Hyper-V now has Virtual Machines with Batteries

In the Windows 10 Fall Creators update we added a new feature.  Hyper-V now has virtual machines with batteries!

In Windows 10, Hyper-V now has virtual machines with batteries

Why does Hyper-V now have Virtual Machines with Batteries?

You might be wondering: why did we add batteries to virtual machines?  The answer is that over the last year we have spent a lot of time talking to developers about how they use virtual machines, and have tried to understand what they would like to see to make Hyper-V easier to use.  We have learned a whole bunch of stuff while doing this. One set of data is as follows:

  1. Many developers use virtual machines on their laptops.
  2. When using virtual machines on their laptops, developers tend to run them in full screen mode.
  3. When running virtual machines in full screen mode on their laptops, many developers have run out of power without realizing it.

The result is lost work and much anger at Hyper-V.  The solution is to expose a battery into the virtual machine, so that even when it is in full screen mode you can still see what is going on.

How do you get a battery in your virtual machine?

A virtual machine battery is a new piece of virtual hardware.  To get it you need to have a virtual machine with the latest version.  8.2 to be specific.  There are two ways to get an 8.2 version virtual machine. You can:

  1. Create a new virtual machine after installing the Windows 10 Fall Creators update.
  2. Use either Hyper-V Manager or Hyper-V PowerShell to upgrade an existing virtual machine.  Note; in order to do this the virtual machine must be turned off.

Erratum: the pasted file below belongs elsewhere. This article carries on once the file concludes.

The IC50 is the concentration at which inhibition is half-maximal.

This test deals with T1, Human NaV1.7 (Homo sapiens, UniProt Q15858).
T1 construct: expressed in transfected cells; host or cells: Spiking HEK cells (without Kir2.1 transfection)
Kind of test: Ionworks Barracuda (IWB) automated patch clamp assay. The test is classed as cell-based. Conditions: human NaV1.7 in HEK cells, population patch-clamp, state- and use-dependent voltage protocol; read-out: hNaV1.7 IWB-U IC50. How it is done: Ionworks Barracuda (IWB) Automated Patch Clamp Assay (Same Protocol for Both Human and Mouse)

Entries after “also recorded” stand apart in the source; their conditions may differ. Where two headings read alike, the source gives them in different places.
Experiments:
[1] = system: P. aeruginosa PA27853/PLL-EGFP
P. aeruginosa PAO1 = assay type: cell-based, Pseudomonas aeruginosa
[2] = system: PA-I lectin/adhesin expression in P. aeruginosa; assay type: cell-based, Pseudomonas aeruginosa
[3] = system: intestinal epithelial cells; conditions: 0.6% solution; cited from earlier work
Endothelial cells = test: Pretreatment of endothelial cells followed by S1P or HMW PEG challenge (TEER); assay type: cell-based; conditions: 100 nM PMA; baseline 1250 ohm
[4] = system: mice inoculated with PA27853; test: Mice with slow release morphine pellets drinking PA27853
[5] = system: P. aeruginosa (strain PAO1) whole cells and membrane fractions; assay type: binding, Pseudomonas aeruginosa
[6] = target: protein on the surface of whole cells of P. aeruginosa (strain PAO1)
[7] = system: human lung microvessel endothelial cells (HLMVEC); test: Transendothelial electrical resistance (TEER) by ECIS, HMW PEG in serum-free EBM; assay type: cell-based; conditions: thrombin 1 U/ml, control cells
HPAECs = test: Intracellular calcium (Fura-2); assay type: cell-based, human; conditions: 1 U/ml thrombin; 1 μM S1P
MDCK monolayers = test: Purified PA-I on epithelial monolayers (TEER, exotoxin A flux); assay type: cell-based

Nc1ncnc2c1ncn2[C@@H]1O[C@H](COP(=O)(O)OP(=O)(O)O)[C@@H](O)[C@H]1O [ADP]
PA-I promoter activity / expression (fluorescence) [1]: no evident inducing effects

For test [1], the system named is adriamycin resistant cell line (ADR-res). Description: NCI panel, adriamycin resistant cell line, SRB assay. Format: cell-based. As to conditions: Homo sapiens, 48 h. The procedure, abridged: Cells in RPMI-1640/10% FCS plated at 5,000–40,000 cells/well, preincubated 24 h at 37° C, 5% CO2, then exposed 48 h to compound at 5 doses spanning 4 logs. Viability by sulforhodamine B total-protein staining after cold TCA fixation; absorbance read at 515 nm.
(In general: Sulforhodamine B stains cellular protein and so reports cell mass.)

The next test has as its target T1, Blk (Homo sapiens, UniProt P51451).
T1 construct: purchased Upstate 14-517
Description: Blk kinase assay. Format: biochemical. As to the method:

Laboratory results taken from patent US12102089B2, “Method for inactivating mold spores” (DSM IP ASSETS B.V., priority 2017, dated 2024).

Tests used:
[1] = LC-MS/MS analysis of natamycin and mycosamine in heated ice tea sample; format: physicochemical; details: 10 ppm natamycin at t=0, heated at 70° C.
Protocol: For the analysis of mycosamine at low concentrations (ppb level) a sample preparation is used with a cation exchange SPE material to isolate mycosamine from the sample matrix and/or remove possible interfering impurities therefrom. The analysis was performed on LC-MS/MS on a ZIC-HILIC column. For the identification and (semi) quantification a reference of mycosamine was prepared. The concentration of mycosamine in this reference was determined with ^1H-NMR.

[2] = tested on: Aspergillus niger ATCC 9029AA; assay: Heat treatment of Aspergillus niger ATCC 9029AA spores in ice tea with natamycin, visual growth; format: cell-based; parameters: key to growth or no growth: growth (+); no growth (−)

Once you have done this,  if the virtual machine is started on a physical computer with a battery it will have a virtual battery.

How exactly do we create Virtual Machines with Batteries?

At a high level, we have created a virtual battery that is now connected to the virtual machine.  This virtual battery reflects information from the physical computer into the virtual machine.  Any operating system that supports having a battery will display battery information, because this is done at the virtual hardware layer.

To give you some insight into what we do at a lower level, I am going to use the BatteryInfoView tool from NirSoft.  Here you can see it running side-by-side on my laptop.  The window on the left is running inside the virtual machine.  The window on the right is running on the physical computer.

A battery diagnosis tool in the host and in a virtual machine showing information.

Looking at this you can see a bunch of differences, and some similarities.  Both systems have the same Power State (“AC Power” in this case).  Both systems also show the same Current Capacity (in %).  After that though, pretty much everything else is different.

There are a number of reasons for this:

  1. Percentage Charge and Power State are the only two things we need to provide to solve the primary problem; low battery power catching users by surprise.